There are seen arrive from tachment which all Frenchmen bear towards " morning till night carriages or porters hiin at this moment, would, in my opinion," laden with voluntary gifts, offered by ultimately prevail, and compel the enemies "s citizens of all classes. Sone send beds of his country to respect her. If, indeed," complete, others shirts, handkerchiefs, the Powers of Europe, who are at present “ stockings, caps, in short every article leagued against France, do not soon em « which can be useful to the sick or to the brace the opportunity so favourable which " wounded. In many houses the women now offers of making peace with Napoleon," and young girls abandon their usual em. it may, perhaps, not be long till he again "ployment to make bandages and lint. dictates his own terms in one of their capi-" The sums of money that buve been depotals. The affairs of France were at as low "sited for the same purpose are already an ebb, if not lower, about 20 years ago,

very considerable.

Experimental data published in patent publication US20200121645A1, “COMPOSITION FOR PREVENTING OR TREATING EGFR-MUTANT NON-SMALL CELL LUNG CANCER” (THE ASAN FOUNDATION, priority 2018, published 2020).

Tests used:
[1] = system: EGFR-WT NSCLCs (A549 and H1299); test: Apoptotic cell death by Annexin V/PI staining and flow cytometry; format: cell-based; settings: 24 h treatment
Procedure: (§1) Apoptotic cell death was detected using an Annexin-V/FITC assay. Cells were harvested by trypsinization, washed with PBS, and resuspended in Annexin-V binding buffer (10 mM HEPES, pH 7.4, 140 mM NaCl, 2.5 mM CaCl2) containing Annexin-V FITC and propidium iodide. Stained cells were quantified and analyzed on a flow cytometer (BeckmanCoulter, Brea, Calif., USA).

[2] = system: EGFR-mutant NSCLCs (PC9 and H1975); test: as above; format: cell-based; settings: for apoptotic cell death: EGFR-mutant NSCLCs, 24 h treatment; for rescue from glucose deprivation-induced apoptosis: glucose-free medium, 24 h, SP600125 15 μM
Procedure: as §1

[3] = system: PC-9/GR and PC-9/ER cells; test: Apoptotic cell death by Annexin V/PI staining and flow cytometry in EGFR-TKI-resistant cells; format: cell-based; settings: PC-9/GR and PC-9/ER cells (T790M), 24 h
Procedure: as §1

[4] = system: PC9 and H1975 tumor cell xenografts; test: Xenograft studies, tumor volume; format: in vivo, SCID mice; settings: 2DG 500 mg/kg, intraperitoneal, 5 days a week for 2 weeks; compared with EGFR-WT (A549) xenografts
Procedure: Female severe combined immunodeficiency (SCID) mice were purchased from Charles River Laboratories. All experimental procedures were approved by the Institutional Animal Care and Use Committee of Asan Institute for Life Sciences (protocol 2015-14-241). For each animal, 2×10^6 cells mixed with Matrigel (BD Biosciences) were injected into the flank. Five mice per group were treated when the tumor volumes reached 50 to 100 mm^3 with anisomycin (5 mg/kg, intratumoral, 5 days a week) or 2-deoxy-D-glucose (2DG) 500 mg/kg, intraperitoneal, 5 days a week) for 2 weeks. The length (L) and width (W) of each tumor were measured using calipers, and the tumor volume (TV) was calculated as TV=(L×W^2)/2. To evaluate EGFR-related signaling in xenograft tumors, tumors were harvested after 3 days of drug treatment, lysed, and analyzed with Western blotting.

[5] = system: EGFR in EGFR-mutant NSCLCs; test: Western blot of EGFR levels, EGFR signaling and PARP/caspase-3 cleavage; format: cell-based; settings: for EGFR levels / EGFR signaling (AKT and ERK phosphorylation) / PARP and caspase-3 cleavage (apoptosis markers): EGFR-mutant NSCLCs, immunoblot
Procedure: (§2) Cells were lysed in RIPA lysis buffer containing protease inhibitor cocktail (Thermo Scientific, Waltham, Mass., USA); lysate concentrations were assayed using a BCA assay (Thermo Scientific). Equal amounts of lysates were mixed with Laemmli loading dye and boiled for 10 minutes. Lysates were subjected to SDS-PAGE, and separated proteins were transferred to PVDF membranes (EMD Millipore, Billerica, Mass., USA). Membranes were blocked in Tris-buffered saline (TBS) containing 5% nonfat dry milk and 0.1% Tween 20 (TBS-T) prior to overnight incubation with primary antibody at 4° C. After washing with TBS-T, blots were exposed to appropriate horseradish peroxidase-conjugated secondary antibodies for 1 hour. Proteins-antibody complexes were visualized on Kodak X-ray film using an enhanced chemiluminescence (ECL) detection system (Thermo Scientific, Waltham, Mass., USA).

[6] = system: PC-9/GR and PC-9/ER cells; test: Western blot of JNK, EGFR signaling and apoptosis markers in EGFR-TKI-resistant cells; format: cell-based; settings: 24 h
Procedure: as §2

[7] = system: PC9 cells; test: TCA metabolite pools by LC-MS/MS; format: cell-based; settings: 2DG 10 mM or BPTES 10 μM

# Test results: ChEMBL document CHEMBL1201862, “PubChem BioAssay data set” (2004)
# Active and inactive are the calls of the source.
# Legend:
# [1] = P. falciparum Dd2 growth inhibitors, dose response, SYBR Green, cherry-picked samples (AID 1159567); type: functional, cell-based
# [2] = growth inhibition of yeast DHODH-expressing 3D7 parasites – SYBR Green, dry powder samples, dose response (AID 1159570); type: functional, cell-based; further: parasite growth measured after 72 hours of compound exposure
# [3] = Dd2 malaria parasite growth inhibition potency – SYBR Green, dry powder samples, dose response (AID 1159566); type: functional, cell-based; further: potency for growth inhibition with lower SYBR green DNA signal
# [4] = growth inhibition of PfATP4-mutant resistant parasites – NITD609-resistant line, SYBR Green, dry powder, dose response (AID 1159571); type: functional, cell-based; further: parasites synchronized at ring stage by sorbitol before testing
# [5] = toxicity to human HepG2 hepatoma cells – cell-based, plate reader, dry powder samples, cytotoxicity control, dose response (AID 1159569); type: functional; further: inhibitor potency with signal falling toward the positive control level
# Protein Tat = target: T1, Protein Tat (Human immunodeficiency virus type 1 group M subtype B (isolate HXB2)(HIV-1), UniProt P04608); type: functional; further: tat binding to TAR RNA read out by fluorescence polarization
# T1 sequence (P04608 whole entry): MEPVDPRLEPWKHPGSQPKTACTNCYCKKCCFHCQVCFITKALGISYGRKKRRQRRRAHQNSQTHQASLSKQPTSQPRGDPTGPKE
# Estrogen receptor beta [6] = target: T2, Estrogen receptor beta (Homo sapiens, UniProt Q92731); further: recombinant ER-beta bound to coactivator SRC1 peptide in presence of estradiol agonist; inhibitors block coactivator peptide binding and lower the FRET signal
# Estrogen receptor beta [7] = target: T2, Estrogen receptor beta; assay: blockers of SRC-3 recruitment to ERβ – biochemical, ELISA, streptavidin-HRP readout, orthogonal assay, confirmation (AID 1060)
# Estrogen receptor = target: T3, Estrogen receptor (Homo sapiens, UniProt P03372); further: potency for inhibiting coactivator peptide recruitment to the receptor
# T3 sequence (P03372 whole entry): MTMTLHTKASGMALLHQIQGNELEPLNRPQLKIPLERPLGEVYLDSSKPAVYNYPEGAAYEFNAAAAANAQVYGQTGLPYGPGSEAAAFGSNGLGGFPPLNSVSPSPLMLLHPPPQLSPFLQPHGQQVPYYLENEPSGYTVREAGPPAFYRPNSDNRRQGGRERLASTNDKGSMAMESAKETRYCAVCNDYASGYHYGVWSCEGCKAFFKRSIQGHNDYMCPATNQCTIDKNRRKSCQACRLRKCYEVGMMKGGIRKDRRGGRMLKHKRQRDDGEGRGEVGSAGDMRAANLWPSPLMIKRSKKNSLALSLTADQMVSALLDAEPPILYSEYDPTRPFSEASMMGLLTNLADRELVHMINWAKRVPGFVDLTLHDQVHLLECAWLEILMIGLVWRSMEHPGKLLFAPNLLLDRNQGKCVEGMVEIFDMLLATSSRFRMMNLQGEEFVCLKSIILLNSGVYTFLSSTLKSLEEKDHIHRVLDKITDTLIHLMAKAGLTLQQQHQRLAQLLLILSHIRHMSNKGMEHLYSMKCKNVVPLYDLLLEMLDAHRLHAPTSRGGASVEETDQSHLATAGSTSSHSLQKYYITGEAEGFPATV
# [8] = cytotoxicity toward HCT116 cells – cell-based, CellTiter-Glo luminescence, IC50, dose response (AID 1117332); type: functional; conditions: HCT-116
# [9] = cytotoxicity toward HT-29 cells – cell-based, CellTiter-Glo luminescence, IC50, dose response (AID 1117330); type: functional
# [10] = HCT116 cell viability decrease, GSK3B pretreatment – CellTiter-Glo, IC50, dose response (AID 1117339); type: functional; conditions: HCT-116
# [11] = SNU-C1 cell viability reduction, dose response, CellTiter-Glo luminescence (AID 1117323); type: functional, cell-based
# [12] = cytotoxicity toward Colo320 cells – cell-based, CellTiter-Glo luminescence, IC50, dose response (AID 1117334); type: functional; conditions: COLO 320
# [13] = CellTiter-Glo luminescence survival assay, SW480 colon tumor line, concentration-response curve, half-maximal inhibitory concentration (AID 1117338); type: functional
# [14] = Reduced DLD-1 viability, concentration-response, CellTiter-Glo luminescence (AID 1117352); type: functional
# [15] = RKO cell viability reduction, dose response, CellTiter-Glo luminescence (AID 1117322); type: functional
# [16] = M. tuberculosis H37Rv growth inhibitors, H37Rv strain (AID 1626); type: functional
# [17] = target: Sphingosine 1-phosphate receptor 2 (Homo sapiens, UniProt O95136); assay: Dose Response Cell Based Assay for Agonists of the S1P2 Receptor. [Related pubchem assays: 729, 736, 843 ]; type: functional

- Everyone has than they were lately; yet the French peo “ hastened to bring his offering. Persons ple rose above all their difficulties, gave the who live by the labour of their hands, law to their invaders, and annexed a larger“ and who are scarcely above want, have portion of territory to their dominions than “ deprived theasselves of many necessary was enjoyed by any of their ancient kings. " things to dedicate them to the service of It was only through the treason of her al. " suffering humanity. They expect no lies, that she fell from this pre-eminent sta " other recompense than that heartselt sation. She is now, however, fast recover tisfaction which accompanies virtuous ing from the blow. France, in reality, is " actions. They know that their brethren, herself again. Who, then, will take upon “their defenders, are in want, and they him to say, if she is goaded on by the pre “ fly to their assistance. - If benevolence sent' as she was by the former coalitions," is a duty, it is especially so when it is that the reaction which this must create,